The Very Hard Way Into Canada: With Permanent Residency

Although understandably a lot of people thinking "immigration to Canada" are first focussed on ways to immediately grab the brass ring at the finish line - permanent residency - that ring is a whole lot more difficult to grasp than most imagine. Better you think of it as a multi-year process, where you figure out what you need to qualify, and then go out and get those qualifications. 

Some personal characteristics like age you can't fix. You get a LOT of points for applying for permanent residency at a young age. So the lesson there is apply early if life if you can already meet other criteria.

However, others permanent residency requirements like education or years of experience in Canada you definitely can fix. Coming to Canada to study or work can get you lots of points towards permanent residency. Never set foot in Canada before? Then you're going to struggle for points unless you are very young (under 30) with lots of education (preferably at least a Masters degree that qualifies as being equivalent to a Canadian Masters) and preferably an in demand occupation.

Language skill scores are also hugely important to permanent residency. Working on improving your scores - preferably in both English and French - can help your immigration chances a lot.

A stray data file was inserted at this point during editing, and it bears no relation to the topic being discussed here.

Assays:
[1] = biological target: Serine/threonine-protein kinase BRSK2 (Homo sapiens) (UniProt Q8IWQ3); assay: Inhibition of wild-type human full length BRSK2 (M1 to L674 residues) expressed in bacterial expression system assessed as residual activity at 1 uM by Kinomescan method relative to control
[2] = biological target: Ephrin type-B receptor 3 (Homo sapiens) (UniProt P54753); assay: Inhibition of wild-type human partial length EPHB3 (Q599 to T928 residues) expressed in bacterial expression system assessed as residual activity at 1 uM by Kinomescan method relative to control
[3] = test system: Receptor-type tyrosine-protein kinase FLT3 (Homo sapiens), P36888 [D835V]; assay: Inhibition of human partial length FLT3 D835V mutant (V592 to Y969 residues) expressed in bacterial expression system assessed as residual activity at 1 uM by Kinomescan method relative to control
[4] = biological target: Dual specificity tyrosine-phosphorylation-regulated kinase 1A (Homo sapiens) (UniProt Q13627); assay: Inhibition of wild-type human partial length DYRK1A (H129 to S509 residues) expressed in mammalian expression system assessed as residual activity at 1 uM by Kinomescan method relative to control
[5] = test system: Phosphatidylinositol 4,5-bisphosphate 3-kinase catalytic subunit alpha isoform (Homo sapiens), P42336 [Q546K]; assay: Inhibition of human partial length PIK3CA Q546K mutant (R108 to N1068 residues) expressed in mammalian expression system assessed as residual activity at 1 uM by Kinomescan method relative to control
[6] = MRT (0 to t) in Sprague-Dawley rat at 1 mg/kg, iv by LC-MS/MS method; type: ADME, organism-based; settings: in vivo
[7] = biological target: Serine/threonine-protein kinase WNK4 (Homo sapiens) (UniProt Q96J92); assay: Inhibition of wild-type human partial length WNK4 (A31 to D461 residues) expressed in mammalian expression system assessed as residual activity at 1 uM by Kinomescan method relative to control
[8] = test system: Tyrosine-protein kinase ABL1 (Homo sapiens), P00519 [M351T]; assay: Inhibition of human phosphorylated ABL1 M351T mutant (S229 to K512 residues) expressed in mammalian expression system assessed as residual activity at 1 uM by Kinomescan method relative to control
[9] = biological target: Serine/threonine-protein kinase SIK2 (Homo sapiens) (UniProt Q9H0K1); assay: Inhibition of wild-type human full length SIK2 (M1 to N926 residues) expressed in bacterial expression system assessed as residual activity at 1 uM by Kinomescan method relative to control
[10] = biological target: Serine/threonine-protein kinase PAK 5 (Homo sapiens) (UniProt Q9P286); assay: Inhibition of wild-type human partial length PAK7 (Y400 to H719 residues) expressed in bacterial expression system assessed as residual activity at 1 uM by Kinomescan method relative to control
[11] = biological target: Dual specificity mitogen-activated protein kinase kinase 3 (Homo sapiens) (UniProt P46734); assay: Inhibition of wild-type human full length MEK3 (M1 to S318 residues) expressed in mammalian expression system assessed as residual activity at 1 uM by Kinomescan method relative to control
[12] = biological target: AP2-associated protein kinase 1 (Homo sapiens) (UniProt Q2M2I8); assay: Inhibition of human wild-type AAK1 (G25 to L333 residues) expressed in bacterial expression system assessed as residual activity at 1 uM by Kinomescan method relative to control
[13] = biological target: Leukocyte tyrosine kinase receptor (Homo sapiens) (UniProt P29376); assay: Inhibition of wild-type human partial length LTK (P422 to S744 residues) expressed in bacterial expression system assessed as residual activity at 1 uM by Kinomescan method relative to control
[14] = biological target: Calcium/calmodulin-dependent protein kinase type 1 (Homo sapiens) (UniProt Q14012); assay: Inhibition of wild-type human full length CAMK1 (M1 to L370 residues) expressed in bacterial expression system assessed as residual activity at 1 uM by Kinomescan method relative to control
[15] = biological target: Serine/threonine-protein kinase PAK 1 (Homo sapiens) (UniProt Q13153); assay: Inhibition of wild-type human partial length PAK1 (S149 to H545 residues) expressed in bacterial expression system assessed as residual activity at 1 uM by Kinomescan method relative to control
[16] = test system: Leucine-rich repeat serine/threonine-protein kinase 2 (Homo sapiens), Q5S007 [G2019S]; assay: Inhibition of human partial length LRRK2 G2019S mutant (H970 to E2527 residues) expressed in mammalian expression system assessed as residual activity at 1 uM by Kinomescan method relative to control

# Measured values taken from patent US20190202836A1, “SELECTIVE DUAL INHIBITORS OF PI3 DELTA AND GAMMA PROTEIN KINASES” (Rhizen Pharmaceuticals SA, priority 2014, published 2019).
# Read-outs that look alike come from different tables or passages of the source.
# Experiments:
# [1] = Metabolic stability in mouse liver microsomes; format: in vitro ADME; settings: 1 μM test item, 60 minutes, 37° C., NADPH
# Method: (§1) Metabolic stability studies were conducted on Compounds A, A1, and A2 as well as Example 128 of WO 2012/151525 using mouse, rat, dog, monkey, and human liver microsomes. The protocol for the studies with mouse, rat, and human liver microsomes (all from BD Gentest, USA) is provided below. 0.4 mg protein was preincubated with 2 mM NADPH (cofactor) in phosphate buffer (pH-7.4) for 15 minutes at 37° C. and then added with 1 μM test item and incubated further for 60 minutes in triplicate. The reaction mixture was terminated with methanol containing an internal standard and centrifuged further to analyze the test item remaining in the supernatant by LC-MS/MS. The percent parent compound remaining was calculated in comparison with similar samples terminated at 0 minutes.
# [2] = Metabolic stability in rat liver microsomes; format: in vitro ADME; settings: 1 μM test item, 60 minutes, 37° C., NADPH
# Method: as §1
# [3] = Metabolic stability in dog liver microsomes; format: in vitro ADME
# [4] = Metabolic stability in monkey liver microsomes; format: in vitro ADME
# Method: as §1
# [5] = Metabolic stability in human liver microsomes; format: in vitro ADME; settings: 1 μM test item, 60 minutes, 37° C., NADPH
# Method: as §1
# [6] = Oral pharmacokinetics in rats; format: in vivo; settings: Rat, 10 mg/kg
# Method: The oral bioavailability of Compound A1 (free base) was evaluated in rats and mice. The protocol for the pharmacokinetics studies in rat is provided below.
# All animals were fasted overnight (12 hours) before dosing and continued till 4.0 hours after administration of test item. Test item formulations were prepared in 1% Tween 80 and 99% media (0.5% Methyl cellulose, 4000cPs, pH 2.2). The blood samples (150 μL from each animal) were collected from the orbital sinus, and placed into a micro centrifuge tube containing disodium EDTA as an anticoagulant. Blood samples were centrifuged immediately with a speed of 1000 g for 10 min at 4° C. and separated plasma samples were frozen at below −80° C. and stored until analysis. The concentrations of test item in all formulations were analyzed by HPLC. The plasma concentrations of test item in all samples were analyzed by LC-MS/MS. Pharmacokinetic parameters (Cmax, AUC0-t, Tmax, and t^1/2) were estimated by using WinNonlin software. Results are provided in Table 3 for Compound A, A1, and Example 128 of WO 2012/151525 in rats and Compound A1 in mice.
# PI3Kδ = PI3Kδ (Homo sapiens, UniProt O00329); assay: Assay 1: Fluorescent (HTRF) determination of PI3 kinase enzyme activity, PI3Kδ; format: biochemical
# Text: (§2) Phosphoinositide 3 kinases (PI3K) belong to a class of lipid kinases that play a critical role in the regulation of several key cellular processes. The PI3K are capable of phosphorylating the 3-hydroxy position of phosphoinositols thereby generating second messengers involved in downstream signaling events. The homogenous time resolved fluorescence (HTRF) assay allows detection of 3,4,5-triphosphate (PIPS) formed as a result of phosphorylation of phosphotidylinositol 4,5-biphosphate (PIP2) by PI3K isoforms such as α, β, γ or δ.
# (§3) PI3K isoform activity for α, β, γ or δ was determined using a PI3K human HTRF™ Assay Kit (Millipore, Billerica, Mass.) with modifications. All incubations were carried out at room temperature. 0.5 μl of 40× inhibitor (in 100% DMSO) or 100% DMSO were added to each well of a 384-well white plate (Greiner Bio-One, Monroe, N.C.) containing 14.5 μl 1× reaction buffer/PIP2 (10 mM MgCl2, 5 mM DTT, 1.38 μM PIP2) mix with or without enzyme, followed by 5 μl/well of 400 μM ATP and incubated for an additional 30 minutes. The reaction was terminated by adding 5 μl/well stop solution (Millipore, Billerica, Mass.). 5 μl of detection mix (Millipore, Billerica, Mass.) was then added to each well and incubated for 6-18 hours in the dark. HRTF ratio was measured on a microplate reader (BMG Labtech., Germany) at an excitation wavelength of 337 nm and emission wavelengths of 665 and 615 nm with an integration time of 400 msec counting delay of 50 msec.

After addressing the foregoing factors, if you're still having trouble getting enough points for Federal immigration programs (that are now almost entirely focussed on personal characteristics and experience), don't despair. Our firm concentrates on helping people successfully apply to Provincial Nominee Programs (PNP) that are run by Canadian provinces and often allocate points differently than the federal programs. Especially attractive can be the provincial Entrepreneur immigration programs, where if you've got at least three years business experience, a reasonable net worth, and can create a good business plan to start a business in Canada, you may be able to initially avoid even language testing requirements. 

Think About Starting Immigration with a Consultation

We see a lot of people get very frustrated with the immigration process because they've chosen the wrong immigration path from the outset, often because they didn't know they had options, and thus weren't able to figure out which program their personal circumstance might best fit into. We often suggest that people start the process first by retaining us for a "consultation," whose fees will be deducted against any other immigration services you decide to later purchase from us, so that you can explore all your choices, have your questions answered, and be steered toward the most viable immigration route for your own situation.